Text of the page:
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Surgical Site Infection Rates in Pediatric Urology Procedures
Justin Ellett, MD, PhD, Michaella Prasad, MD, J. Todd Purves, MD, PhD, Andrew Stec, MD.
Medical University of South Carolina, Charleston, SC, USA.

BACKGROUND:
Post-operative surgical site infections (SSI) are a source of potentially preventable peri-operative morbidity. Numerous studies have investigated the prevalence of SSI following adult urologic operations. However, there is a staggering paucity of data regarding the expected baseline rate of SSI in pediatric patients undergoing urologic procedures. This study evaluates the rate and type of surgical site infections in a cohort of prospective patients undergoing genitourinary procedures.
METHODS:
A prospective quality assurance database on 30 day SSI was maintained for consecutive patients undergoing open (non-endoscopic) pediatric urologic surgical procedures performed by three pediatric urologists. IRB-approval was obtained to review this database of all pediatric genitourinary (GU) procedures performed between August, 2011 and April, 2014. The primary outcome was the incidence of SSI. Patients were included only if they returned for a follow-up visit after their surgical procedure. SSI were broken down by superficial skin (SS), deep/organ site (D/OS) and urinary tract infection (UTI) according to CDC guidelines. SSI were confirmed by a pediatrician or the surgeon and required antibiotic therapy.
The rate of SSI infection reported is site and wound class (WC) specific as a number of patients had multiple site procedures. Only patients with wound class (WC) 1 (clean) and 2 (clean-contaminated) were included in the analysis. Specific surgical sites included: 1) primary penile procedures; 2) inguinal procedures; 3) scrotal procedures; 4) abdominal procedures (including flank and laparoscopic) and 5) female genitalia procedures. A relative risk and chi-squared analysis was performed to determine statistical significance comparing WC1 and WC2 procedures.
RESULTS:
1185 unique patients with 1313 surgical sites were available for review during the time period between August 2011 and April 2014. Of these, 1020 patients with 1133 surgical sites had adequate follow up for inclusion into the study. 10 total SSI infections were reported during the follow-up period. The overall rate of SSI in pediatric urologic procedures was 0.9%. There were 6 SS infections, 1 D/OS infection and 3 UTI. Site specific SSI occurrences and rates are shown in Table 1.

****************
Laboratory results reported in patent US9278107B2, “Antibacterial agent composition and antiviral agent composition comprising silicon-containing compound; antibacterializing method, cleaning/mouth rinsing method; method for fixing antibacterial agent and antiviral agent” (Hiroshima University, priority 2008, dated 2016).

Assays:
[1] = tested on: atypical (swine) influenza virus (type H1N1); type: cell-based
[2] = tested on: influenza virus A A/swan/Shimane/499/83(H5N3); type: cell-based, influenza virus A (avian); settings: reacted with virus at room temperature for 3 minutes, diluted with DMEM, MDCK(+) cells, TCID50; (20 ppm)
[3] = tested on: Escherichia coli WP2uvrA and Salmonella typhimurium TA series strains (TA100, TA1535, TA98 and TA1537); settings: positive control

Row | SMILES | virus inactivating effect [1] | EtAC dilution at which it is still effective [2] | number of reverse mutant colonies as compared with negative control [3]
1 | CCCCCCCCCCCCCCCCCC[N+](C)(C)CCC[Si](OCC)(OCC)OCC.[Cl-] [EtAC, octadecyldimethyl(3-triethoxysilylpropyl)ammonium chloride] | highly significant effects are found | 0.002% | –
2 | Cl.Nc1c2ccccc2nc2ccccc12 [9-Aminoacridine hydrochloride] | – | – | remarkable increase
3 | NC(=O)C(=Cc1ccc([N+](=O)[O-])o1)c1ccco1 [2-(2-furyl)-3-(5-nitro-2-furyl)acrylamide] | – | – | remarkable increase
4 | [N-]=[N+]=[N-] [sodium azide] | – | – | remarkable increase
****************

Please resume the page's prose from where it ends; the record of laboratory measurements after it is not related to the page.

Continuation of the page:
773 WC1 surgical sites had 3 SS infections, for a SS infection rate of 0.4%. 360 WC2 surgical sites had 3 SS infections (0.8%), 1 deep infection (0.3%), and 3 UTI (0.8%). The overall rate of SSI in WC2 infections (1.9%) compared to WC 1 infections (0.4%) demonstrated statistical significance with a p-value <0.01. The relative risk of any SSI when the surgical procedure violates the genitourinary tract, thus upgrading the wound class from WC1 to WC2, is 5.0.
CONCLUSIONS:
Overall rates of surgical site infection in children undergoing genitourinary surgical procedures are low. Violating the urinary tract, as in WC 2 procedures, is associated with a statistically significant increase in SSI and a 5 fold increase in relative risk of an SSI.
TABLE 1: SURGICAL SITE SPECIFIC INFECTIONS
Surgical SiteWound ClassUnique ProceduresTotal # of Infections (%)SS Infections (%)D/OS Infections (%)UTI (%)
OverallCombined113310 (0.9%)6 (0.5%)1 (0.1%)3 (0.3%)
PenisCombined7056 (0.8%)5 (0.7%)01 (0.1%)
14712 (0.4%)2 (0.4%)00
22344 (1.7%)3 (1.3%)01 (0.4%)
AbdominalCombined2323 (1.3%)01 (0.4%)2 (0.9%)
11590000
2733 (4.3%)01 (1.4%)2 (2.7%)
Inguinal11010000
Scrotal11541 (0.6%)1 (0.6%)00
Female GenitaliaCombined170000


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